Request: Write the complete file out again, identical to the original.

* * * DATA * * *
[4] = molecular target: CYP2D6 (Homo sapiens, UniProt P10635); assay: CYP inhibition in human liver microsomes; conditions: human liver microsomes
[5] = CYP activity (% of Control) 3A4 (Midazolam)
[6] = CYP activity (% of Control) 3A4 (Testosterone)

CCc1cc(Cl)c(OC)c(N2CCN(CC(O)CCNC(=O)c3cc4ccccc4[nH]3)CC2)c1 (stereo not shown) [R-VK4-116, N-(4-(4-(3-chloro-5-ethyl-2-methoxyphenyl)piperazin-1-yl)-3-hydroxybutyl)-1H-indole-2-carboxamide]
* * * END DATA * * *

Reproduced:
[4] = molecular target: CYP2D6 (Homo sapiens, UniProt P10635); assay: CYP inhibition in human liver microsomes; conditions: human liver microsomes
[5] = CYP activity (% of Control) 3A4 (Midazolam)
[6] = CYP activity (% of Control) 3A4 (Testosterone)

CCc1cc(Cl)c(OC)c(N2CCN(CC(O)CCNC(=O)c3cc4ccccc4[nH]3)CC2)c1 (stereo not shown) [R-VK4-116, N-(4-(4-(3-chloro-5-ethyl-2-methoxyphenyl)piperazin-1-yl)-3-hydroxybutyl)-1H-indole-2-carboxamide]